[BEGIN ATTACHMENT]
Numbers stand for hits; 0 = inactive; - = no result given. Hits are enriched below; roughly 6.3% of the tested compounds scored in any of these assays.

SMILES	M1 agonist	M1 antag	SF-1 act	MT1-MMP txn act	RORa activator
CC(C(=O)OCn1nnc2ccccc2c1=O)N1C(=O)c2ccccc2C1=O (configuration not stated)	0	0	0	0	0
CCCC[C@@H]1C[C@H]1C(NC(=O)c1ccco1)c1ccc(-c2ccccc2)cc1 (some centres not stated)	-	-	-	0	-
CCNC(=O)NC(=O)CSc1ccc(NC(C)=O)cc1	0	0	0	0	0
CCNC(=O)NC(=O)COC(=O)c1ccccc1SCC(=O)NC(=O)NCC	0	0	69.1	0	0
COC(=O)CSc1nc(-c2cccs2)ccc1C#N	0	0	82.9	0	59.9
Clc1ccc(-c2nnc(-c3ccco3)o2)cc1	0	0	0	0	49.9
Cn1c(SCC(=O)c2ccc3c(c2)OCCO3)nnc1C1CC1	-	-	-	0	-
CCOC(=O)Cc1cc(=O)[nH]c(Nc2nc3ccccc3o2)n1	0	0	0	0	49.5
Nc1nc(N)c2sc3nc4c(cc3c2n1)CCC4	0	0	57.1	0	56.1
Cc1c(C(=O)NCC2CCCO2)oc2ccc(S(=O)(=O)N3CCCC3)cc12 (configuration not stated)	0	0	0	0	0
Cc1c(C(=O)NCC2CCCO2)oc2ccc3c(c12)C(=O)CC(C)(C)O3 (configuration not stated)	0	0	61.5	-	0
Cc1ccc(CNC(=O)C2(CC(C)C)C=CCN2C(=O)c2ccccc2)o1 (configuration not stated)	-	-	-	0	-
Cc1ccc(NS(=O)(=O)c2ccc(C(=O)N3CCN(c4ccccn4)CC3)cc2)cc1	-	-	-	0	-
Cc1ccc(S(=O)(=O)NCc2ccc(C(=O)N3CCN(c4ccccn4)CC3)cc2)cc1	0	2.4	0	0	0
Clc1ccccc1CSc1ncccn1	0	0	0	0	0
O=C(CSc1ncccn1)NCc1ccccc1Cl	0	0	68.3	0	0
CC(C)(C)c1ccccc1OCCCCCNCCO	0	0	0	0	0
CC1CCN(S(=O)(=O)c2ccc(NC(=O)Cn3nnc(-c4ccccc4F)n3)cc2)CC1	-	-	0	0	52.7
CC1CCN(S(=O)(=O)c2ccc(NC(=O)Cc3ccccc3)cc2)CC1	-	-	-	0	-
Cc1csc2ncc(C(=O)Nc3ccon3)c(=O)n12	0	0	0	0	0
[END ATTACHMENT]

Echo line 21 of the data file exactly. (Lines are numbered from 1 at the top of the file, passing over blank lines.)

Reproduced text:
CC1CCN(S(=O)(=O)c2ccc(NC(=O)Cc3ccccc3)cc2)CC1	-	-	-	0	-